The Corner

States May Face Lawsuits over Secret Ballot Union Laws

Four states voted in 2010 to require votes for unions to be done by secret ballots. Today the National Labor Relations Board informed the state attorney generals that if they do not move to block the requirement from being implemented, the states will face lawsuits.  From the NLRB’s statement:

Under the 1935 National Labor Relations Act, private-sector employees have two ways to choose a union: They may vote in a secret-ballot election conducted by the NLRB, or they may persuade an employer to voluntarily recognize a union after showing majority support by signed authorization cards or other means.

 The state amendments prohibit the second method and therefore interfere with the exercise of a well-established federally-protected right. For that reason, they are preempted by the Supremacy Clause of the U.S. Constitution. …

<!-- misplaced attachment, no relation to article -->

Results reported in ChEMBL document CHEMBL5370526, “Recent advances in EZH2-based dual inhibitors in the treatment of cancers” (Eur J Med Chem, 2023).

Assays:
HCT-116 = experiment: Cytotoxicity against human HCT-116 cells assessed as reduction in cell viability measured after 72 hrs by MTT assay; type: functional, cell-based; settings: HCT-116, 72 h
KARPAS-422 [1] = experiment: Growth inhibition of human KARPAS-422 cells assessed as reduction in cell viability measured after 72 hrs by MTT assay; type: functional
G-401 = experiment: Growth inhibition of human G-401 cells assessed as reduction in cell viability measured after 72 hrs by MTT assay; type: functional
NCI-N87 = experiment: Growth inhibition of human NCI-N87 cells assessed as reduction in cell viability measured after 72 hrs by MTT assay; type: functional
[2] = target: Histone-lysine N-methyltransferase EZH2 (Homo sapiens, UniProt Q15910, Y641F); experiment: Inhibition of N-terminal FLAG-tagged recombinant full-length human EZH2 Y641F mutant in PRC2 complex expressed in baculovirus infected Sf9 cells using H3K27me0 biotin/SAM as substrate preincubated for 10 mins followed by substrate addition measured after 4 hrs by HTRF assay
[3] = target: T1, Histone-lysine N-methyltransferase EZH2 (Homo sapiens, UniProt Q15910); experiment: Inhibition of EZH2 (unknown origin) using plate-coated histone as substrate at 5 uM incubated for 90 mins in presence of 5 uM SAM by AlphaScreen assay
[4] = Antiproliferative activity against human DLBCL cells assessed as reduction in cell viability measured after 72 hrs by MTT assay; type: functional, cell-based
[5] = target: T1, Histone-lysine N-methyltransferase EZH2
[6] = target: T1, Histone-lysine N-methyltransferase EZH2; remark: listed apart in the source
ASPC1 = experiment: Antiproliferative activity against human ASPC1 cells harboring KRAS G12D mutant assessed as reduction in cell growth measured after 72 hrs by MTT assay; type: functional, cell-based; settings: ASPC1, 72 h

The amendments have already taken effect in South Dakota and Utah, and are expected to become effective soon in Arizona and South Carolina.

Katrina TrinkoKatrina Trinko is a political reporter for National Review. Trinko is also a member of USA TODAY’S Board of Contributors, and her work has been published in various media outlets ...

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